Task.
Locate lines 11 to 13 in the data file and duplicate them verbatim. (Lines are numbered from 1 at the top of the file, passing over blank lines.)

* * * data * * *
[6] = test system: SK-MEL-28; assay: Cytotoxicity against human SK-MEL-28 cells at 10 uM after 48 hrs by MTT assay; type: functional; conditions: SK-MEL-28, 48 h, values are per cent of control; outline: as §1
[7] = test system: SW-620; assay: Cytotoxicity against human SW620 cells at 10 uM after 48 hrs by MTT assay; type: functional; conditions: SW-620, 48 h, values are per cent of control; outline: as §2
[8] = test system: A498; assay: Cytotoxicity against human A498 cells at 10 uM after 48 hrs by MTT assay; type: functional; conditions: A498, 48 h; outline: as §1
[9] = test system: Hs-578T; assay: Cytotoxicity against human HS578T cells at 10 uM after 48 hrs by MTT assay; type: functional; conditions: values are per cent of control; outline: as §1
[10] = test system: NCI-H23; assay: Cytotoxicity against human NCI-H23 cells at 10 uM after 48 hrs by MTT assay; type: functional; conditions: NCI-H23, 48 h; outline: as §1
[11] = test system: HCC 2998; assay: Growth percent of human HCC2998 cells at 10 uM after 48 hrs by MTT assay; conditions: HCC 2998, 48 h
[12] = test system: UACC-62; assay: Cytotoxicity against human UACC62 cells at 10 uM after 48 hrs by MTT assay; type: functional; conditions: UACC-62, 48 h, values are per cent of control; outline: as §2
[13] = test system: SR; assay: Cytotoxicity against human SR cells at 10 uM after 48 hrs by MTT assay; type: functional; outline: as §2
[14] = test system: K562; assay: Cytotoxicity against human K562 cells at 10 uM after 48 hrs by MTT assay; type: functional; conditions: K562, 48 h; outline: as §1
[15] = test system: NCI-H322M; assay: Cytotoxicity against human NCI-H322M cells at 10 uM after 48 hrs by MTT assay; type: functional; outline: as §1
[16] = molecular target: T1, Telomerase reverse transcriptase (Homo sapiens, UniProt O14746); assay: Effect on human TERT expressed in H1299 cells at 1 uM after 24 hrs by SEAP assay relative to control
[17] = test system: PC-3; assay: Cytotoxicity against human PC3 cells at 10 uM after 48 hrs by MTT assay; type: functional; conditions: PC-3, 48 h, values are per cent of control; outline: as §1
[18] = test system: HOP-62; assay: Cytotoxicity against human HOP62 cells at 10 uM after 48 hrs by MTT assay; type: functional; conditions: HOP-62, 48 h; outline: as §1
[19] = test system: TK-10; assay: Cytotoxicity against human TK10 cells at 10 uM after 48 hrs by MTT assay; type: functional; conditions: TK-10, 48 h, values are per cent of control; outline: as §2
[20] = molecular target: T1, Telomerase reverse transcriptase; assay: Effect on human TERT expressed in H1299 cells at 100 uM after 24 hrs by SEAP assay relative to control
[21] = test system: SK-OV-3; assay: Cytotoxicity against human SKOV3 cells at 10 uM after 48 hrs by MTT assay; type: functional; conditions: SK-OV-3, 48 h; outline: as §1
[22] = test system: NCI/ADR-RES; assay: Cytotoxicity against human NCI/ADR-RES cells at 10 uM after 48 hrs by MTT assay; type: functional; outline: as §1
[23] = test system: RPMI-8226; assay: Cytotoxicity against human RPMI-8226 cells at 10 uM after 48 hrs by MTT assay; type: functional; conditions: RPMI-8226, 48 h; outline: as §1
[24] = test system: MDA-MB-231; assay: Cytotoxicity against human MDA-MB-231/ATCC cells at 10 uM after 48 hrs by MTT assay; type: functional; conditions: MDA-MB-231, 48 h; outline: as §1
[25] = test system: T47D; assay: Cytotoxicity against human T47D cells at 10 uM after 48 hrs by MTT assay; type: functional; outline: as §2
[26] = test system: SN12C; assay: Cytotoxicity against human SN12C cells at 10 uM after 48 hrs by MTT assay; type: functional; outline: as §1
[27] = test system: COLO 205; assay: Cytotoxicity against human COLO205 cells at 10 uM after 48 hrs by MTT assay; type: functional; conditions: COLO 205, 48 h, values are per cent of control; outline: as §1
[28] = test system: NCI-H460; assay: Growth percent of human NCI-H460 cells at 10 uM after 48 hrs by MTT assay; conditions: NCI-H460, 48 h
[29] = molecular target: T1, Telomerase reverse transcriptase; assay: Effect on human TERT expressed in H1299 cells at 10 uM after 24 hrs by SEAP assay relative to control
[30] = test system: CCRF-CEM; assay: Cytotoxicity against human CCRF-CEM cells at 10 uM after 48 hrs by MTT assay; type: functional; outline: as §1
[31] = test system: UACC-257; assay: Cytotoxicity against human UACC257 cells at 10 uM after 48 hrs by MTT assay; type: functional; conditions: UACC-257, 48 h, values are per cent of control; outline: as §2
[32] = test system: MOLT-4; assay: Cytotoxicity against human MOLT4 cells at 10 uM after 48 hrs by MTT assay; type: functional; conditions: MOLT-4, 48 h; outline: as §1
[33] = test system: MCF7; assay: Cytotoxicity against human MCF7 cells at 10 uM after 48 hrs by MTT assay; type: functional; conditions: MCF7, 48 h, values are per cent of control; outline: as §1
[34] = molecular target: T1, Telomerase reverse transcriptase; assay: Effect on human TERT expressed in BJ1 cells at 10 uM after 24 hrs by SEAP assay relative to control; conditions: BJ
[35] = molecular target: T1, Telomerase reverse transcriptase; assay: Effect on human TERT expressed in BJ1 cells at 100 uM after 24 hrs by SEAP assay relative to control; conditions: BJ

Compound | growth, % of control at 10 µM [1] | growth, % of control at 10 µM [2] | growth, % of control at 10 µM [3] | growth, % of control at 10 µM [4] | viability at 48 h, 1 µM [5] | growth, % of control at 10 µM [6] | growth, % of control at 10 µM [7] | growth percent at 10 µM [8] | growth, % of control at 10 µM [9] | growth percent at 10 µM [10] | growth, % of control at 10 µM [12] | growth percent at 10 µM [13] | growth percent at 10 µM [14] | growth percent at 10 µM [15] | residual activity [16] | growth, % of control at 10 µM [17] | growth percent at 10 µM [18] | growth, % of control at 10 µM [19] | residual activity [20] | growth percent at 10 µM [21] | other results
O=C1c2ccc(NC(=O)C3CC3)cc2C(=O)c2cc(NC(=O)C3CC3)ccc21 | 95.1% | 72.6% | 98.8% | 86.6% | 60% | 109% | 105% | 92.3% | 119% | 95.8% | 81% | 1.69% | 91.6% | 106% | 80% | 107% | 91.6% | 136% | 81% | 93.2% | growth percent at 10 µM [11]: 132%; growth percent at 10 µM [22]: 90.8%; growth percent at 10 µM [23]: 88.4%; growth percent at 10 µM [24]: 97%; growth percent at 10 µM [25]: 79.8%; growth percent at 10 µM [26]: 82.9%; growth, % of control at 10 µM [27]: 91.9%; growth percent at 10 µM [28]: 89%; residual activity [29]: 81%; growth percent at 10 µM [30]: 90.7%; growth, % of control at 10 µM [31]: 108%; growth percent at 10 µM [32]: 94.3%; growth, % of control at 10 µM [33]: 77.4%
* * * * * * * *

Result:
[16] = molecular target: T1, Telomerase reverse transcriptase (Homo sapiens, UniProt O14746); assay: Effect on human TERT expressed in H1299 cells at 1 uM after 24 hrs by SEAP assay relative to control
[17] = test system: PC-3; assay: Cytotoxicity against human PC3 cells at 10 uM after 48 hrs by MTT assay; type: functional; conditions: PC-3, 48 h, values are per cent of control; outline: as §1
[18] = test system: HOP-62; assay: Cytotoxicity against human HOP62 cells at 10 uM after 48 hrs by MTT assay; type: functional; conditions: HOP-62, 48 h; outline: as §1